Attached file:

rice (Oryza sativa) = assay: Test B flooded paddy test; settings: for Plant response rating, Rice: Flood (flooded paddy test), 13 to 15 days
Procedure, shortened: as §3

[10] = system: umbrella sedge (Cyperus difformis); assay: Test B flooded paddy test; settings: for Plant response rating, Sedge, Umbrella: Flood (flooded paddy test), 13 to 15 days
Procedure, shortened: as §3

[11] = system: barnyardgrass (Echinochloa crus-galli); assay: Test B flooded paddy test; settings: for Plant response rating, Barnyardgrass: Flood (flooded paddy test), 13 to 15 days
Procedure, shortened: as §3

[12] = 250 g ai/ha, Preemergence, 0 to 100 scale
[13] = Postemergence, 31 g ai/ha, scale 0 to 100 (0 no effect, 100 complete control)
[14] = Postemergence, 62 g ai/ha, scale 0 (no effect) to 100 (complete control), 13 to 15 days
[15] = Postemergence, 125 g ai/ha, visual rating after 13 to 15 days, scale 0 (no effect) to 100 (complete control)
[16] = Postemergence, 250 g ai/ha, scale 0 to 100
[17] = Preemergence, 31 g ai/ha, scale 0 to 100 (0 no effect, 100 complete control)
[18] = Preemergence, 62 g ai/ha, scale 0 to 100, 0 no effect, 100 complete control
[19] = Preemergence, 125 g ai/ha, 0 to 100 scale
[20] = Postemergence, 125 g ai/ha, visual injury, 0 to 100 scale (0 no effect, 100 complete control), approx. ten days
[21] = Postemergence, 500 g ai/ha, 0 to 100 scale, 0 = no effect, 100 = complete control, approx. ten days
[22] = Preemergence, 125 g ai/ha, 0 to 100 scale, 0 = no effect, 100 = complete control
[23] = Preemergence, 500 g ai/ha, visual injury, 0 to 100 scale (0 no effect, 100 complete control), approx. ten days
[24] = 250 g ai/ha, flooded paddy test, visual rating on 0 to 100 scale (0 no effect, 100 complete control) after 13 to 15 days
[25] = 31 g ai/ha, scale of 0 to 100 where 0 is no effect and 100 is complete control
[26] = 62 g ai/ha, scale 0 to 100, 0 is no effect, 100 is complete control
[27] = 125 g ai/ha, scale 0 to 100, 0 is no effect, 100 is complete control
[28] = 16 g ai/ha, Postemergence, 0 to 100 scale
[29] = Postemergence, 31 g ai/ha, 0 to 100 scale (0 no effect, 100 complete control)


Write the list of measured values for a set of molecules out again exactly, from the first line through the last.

rice (Oryza sativa) = assay: Test B flooded paddy test; settings: for Plant response rating, Rice: Flood (flooded paddy test), 13 to 15 days
Procedure, shortened: as §3

[10] = system: umbrella sedge (Cyperus difformis); assay: Test B flooded paddy test; settings: for Plant response rating, Sedge, Umbrella: Flood (flooded paddy test), 13 to 15 days
Procedure, shortened: as §3

[11] = system: barnyardgrass (Echinochloa crus-galli); assay: Test B flooded paddy test; settings: for Plant response rating, Barnyardgrass: Flood (flooded paddy test), 13 to 15 days
Procedure, shortened: as §3

[12] = 250 g ai/ha, Preemergence, 0 to 100 scale
[13] = Postemergence, 31 g ai/ha, scale 0 to 100 (0 no effect, 100 complete control)
[14] = Postemergence, 62 g ai/ha, scale 0 (no effect) to 100 (complete control), 13 to 15 days
[15] = Postemergence, 125 g ai/ha, visual rating after 13 to 15 days, scale 0 (no effect) to 100 (complete control)
[16] = Postemergence, 250 g ai/ha, scale 0 to 100
[17] = Preemergence, 31 g ai/ha, scale 0 to 100 (0 no effect, 100 complete control)
[18] = Preemergence, 62 g ai/ha, scale 0 to 100, 0 no effect, 100 complete control
[19] = Preemergence, 125 g ai/ha, 0 to 100 scale
[20] = Postemergence, 125 g ai/ha, visual injury, 0 to 100 scale (0 no effect, 100 complete control), approx. ten days
[21] = Postemergence, 500 g ai/ha, 0 to 100 scale, 0 = no effect, 100 = complete control, approx. ten days
[22] = Preemergence, 125 g ai/ha, 0 to 100 scale, 0 = no effect, 100 = complete control
[23] = Preemergence, 500 g ai/ha, visual injury, 0 to 100 scale (0 no effect, 100 complete control), approx. ten days
[24] = 250 g ai/ha, flooded paddy test, visual rating on 0 to 100 scale (0 no effect, 100 complete control) after 13 to 15 days
[25] = 31 g ai/ha, scale of 0 to 100 where 0 is no effect and 100 is complete control
[26] = 62 g ai/ha, scale 0 to 100, 0 is no effect, 100 is complete control
[27] = 125 g ai/ha, scale 0 to 100, 0 is no effect, 100 is complete control
[28] = 16 g ai/ha, Postemergence, 0 to 100 scale
[29] = Postemergence, 31 g ai/ha, 0 to 100 scale (0 no effect, 100 complete control)